Luke Lindsay wants to change his drive letters. But he’s worried about the problems it may cause.
Drive letters were part of the PC environment before they were called PCs. My first computer ran CP/M, and the two floppy drives were A: and B:. We’re still using drive letters today, but they’re more pliable—and they can also create more problems.
[Have a tech question? Ask PCWorld Contributing Editor Lincoln Spector. Send your query to firstname.lastname@example.org.]
As a test before writing this article, I changed my D: partition—the one where I keep my library files—to F:. Nothing worked. Windows couldn’t find my files. It couldn’t run Skype. Carbonite froze. Even my wallpaper went black. Changing the drive back to D: and finding everything good again was a big relief.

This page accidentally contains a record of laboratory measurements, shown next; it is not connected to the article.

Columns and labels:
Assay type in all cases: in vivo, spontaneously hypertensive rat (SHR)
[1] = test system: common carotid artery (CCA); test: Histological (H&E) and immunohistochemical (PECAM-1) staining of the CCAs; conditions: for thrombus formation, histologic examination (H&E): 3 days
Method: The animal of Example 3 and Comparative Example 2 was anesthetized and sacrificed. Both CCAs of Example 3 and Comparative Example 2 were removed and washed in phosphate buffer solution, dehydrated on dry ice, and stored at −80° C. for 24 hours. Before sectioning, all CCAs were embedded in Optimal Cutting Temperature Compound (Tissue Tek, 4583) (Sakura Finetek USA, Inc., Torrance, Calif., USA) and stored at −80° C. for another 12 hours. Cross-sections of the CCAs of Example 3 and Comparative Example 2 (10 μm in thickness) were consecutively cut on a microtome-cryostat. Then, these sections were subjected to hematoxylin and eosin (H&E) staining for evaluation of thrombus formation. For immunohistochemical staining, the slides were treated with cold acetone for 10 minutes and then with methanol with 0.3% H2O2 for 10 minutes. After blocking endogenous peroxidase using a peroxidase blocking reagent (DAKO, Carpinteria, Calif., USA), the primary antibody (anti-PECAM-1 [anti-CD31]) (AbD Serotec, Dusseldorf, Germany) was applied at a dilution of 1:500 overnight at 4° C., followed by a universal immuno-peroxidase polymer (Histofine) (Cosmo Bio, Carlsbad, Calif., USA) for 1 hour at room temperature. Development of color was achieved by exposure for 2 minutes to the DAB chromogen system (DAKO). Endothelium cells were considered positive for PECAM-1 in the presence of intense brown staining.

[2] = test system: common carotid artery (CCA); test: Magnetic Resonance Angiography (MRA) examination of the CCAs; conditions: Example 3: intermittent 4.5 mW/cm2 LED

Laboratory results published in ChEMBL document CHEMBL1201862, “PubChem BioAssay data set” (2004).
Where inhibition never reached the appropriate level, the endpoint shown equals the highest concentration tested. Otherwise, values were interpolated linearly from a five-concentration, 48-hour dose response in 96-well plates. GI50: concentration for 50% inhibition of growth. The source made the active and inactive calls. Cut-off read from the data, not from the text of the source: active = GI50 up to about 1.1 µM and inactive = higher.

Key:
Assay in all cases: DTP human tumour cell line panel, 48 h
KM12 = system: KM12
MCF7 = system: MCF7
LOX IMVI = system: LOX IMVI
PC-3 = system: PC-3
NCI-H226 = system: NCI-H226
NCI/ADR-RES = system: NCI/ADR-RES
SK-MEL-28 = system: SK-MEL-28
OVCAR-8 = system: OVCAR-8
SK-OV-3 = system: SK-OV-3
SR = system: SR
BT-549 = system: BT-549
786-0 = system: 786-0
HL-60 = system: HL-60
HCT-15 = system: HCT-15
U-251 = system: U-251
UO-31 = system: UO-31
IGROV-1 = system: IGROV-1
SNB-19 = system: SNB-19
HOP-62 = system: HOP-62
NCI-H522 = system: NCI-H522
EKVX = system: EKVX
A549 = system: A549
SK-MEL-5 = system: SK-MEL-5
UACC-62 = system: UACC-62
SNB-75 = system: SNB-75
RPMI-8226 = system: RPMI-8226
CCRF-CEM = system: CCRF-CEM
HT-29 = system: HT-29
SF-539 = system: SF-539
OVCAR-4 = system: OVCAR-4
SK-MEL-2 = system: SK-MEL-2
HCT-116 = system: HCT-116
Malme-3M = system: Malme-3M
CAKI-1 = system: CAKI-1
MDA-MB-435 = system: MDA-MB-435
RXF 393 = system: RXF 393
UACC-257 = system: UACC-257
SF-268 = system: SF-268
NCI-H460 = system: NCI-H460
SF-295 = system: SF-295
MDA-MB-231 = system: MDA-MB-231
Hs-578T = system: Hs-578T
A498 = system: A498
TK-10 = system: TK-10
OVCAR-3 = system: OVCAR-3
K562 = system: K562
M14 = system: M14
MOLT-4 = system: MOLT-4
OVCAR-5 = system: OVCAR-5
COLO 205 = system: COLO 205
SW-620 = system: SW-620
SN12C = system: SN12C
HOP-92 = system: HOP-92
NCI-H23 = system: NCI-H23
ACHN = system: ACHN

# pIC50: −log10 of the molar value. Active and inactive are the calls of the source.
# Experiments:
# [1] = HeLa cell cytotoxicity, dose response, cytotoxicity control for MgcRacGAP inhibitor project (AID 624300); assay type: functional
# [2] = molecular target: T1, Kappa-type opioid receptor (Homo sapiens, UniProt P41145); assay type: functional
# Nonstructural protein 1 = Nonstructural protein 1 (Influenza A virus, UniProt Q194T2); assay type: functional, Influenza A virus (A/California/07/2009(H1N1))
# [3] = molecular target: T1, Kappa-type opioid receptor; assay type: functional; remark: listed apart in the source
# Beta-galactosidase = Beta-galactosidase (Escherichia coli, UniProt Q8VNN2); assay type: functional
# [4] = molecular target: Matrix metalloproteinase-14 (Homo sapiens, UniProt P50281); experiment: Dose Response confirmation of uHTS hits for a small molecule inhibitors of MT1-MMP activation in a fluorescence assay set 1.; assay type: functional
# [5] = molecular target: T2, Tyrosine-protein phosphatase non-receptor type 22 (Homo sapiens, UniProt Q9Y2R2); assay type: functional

Windows has a good reason for giving you a stern warning before it changes a drive letter.
The problems come when Windows and other programs expect a file in a particular place. If Microsoft Word expects my normal.dotx template file to be at D:LincolnAppDataRoamingMicrosoftTemplates, and it discovers that there’s no D: at all, it won’t know to look in F:LincolnAppDataRoamingMicrosoftTemplates.
Obviously, changing drive C:’s letter would be a disaster. Windows wouldn’t be able to find itself.
There are drives whose letter you can safely change. If a partition contains only data files that you rarely use, changing the drive letter may cause an occasional annoyance but rarely anything worse. External drives’ letters can almost always be changed without problems.
To change a drive letter, use the search tool in your version of Windows to search for
partitions (don’t miss that s). Select Create and format hard disk partitions.
This brings up the Disk Management program. Right-click the partition you want to change, and select Change Drive Letter and Paths.
In the resulting dialog box, click Change. Then select an available drive letter and click OK.
And, of course, click Yes at the warning…assuming you’re sure that it won’t cause a disaster.